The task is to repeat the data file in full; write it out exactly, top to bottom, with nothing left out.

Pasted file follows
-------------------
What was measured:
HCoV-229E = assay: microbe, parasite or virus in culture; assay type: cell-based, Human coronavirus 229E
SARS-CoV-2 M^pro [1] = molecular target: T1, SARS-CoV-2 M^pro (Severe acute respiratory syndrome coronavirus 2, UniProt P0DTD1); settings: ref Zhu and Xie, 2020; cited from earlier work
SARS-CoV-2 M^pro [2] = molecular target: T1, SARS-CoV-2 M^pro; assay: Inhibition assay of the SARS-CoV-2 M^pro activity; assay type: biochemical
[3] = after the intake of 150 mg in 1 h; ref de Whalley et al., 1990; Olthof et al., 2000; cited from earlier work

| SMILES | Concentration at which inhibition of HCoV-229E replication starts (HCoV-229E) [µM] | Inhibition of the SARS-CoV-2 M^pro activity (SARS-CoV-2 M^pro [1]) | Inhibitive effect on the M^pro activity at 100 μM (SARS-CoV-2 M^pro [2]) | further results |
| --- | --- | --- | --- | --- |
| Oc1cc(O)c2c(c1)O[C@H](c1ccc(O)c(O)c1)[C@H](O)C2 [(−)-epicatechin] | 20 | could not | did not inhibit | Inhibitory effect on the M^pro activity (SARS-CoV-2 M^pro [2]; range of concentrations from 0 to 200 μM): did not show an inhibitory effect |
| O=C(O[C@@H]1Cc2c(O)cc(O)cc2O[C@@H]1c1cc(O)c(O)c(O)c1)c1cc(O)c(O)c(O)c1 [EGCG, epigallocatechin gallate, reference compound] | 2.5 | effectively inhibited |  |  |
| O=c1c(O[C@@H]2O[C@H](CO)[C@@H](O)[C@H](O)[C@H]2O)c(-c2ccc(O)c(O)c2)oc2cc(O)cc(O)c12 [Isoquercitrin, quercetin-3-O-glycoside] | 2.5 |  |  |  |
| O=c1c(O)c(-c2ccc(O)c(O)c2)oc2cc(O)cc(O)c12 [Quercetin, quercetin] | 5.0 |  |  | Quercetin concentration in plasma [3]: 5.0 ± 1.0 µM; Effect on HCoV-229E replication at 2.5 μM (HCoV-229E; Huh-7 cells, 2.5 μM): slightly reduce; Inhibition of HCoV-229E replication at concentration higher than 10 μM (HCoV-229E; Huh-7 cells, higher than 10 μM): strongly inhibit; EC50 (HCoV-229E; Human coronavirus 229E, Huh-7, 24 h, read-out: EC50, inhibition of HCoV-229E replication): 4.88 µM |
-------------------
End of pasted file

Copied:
What was measured:
HCoV-229E = assay: microbe, parasite or virus in culture; assay type: cell-based, Human coronavirus 229E
SARS-CoV-2 M^pro [1] = molecular target: T1, SARS-CoV-2 M^pro (Severe acute respiratory syndrome coronavirus 2, UniProt P0DTD1); settings: ref Zhu and Xie, 2020; cited from earlier work
SARS-CoV-2 M^pro [2] = molecular target: T1, SARS-CoV-2 M^pro; assay: Inhibition assay of the SARS-CoV-2 M^pro activity; assay type: biochemical
[3] = after the intake of 150 mg in 1 h; ref de Whalley et al., 1990; Olthof et al., 2000; cited from earlier work

| SMILES | Concentration at which inhibition of HCoV-229E replication starts (HCoV-229E) [µM] | Inhibition of the SARS-CoV-2 M^pro activity (SARS-CoV-2 M^pro [1]) | Inhibitive effect on the M^pro activity at 100 μM (SARS-CoV-2 M^pro [2]) | further results |
| --- | --- | --- | --- | --- |
| Oc1cc(O)c2c(c1)O[C@H](c1ccc(O)c(O)c1)[C@H](O)C2 [(−)-epicatechin] | 20 | could not | did not inhibit | Inhibitory effect on the M^pro activity (SARS-CoV-2 M^pro [2]; range of concentrations from 0 to 200 μM): did not show an inhibitory effect |
| O=C(O[C@@H]1Cc2c(O)cc(O)cc2O[C@@H]1c1cc(O)c(O)c(O)c1)c1cc(O)c(O)c(O)c1 [EGCG, epigallocatechin gallate, reference compound] | 2.5 | effectively inhibited |  |  |
| O=c1c(O[C@@H]2O[C@H](CO)[C@@H](O)[C@H](O)[C@H]2O)c(-c2ccc(O)c(O)c2)oc2cc(O)cc(O)c12 [Isoquercitrin, quercetin-3-O-glycoside] | 2.5 |  |  |  |
| O=c1c(O)c(-c2ccc(O)c(O)c2)oc2cc(O)cc(O)c12 [Quercetin, quercetin] | 5.0 |  |  | Quercetin concentration in plasma [3]: 5.0 ± 1.0 µM; Effect on HCoV-229E replication at 2.5 μM (HCoV-229E; Huh-7 cells, 2.5 μM): slightly reduce; Inhibition of HCoV-229E replication at concentration higher than 10 μM (HCoV-229E; Huh-7 cells, higher than 10 μM): strongly inhibit; EC50 (HCoV-229E; Human coronavirus 229E, Huh-7, 24 h, read-out: EC50, inhibition of HCoV-229E replication): 4.88 µM |